The demands on mothers today — the carpool schedules, home responsibilities, and in many cases, a full-time job outside the home — stretch the limits of human endurance, and sanity.
Ever since I was a girl, I’ve wanted to be a wife and mother. My mother had to work in the city, and my brother and I were raised by our grandparents. We had the best childhood. But somewhere along the way, my brother and I made a pact never to do what my parents did – let someone else raise our children.
So, when my first child arrived, I left my full-time job as a journalist with the country’s leading newspaper, to be a full-time mother. It was the best decision I made. My whole life revolved, and still does, around my son. He is four now.
The thing is, I’m a Sagittarian and have a highly extroverted character. Being home too long gets me depressed. So, I made a pact with my hubby to have something I call “Mom’s Time Out”.
Fixed timings during the week where the hubby takes over the parenting and home responsibilities, and I go out and do things that I want.
It started off with coffee with friends and a little shopping. Then I started going to the cinema by myself (usually during the day when the rest of the world worked) and catching a matinee music or theatre show. It works – the son is happy, the father is happy, and most importantly, the mother is happy.
My latest escapade was to watch Mia Palencia perform.
In 2010, Mia was offered a full scholarship to study songwriting at the Conservatorium of Music, University of Tasmania, Australia and is currently based there. After completing her degree, she was subsequently offered a second scholarship to undertake postgraduate study. Mia’s research involved analysing traditional music from her homeland and incorporating these themes into contemporary composition.
This work led her to accept the offer to compose original music for Kuala Lumpur’s “Mud the Musical”. Last year, Mia was awarded a University Medal to recognise her outstanding work at Honours level. She release her seventh album recently and was back to promote and perform it in a slew of gigs around the city and in Penang.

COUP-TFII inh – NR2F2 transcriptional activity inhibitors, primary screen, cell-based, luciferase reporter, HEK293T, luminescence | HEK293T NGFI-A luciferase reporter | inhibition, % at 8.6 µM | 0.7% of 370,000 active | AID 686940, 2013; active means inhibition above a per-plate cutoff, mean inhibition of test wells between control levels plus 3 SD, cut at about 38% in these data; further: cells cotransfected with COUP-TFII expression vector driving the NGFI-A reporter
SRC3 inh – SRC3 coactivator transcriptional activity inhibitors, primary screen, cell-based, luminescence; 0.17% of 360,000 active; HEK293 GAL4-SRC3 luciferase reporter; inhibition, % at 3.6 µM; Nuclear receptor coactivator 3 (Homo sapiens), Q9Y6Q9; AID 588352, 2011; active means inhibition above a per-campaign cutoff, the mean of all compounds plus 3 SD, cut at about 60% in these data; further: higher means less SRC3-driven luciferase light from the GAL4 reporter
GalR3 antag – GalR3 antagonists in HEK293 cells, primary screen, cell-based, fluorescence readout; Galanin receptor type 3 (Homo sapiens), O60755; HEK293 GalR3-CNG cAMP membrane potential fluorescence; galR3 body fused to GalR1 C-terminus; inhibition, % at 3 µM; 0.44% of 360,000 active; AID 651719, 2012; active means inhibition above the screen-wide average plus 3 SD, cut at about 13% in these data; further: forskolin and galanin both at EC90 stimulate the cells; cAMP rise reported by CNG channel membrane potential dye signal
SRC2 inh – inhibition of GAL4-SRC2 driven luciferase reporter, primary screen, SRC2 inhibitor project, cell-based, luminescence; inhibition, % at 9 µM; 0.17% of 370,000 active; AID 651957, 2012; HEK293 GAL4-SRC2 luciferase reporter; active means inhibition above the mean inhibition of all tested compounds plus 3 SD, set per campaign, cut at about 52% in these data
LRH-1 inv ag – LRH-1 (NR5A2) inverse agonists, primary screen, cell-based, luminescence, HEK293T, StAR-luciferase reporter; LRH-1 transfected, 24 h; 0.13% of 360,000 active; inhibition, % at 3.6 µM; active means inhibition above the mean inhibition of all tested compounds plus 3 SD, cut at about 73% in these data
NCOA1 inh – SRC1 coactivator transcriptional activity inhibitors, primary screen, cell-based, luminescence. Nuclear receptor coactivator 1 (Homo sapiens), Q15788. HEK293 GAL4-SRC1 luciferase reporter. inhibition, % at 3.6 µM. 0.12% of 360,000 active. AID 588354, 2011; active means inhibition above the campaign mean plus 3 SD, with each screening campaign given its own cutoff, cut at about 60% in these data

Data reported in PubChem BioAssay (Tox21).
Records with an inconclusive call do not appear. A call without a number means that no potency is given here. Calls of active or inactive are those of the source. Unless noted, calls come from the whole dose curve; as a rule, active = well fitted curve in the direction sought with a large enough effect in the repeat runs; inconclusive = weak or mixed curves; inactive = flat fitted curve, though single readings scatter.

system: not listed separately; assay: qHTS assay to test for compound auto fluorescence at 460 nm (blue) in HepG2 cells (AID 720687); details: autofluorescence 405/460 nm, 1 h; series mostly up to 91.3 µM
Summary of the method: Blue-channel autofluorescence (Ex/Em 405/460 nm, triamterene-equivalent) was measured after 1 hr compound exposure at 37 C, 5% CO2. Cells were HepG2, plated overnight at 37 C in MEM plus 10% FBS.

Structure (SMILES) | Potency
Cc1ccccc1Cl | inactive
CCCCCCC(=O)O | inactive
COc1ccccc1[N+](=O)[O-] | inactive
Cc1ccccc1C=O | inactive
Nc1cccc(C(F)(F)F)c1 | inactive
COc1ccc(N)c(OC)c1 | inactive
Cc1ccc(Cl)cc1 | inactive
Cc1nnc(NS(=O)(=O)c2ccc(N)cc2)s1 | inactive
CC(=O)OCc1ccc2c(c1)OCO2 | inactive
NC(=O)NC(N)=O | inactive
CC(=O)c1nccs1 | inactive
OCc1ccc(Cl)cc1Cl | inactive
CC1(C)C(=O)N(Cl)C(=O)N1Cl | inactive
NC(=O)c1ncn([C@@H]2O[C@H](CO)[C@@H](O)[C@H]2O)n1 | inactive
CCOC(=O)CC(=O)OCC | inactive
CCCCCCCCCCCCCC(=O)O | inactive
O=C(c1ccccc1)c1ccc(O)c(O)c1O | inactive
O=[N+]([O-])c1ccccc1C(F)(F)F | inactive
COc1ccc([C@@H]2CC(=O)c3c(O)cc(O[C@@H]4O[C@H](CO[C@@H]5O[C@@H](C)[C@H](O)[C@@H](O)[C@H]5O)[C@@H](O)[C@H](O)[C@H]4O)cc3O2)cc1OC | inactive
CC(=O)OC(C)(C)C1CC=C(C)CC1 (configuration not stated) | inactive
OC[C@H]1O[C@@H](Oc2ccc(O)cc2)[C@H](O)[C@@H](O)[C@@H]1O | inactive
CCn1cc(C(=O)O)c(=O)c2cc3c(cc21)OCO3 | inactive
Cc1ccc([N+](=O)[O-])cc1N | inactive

Given that it was Halloween, I booked seats at her show at Alexis Bistro, Ampang and dressed up for an entertaining evening with a few friends. To my horror, she performed a bunch of standards, which were a far cry from her exotic homeland-loving originals which I was anticipating.
I fell in love with her voice back in college when I first heard her sing and play the piano at one of our ensemble performances. There she was fresh out of school, and that deep, husky voice silenced the room and awed the audience.
Since then I’ve been an avid follower. “Finding My Way”, her first solo album, raised the bar for her as a singer-songwriter, musician, arranger and producer. My favourite song to date is an original, “Sayang”, which comes raw and wholesome. I missed the organic, well-infused songs of hers. Although Mia’s vocals have improved in leaps and bounds (the level of control she has is astounding), I left after the second set, which also saw her brother, a Ed Sheeran-like Christian Palencia, work his smooth voice into his complexed guitar plucking.
As I had to drop a friend at Changkat Bukit Bintang, we ended up being hoisted through a swelling crowd to The Reggae Bar. The night was still young, and in an attempt to dance it away, we were squeezed into a corner, restricting any movement that would require the body to bend. Thanks to the Rugby World Cup finals and Halloween, Changkat Bukit Bintang turned into an invasion of zombies doing the Haka!
After a gruelling hour of what I felt was the set of Thriller 2.0, I left for the comforts of my home and all things familiar. Being a mum is so much harder than I had counted on. In fact, there are some days when this dream life of mine feels more like a nightmare. But I believe there’s a little bit of me in every mum. So, here’s to “Mum’s Time Out”, and getting a wee bit of our sanity back.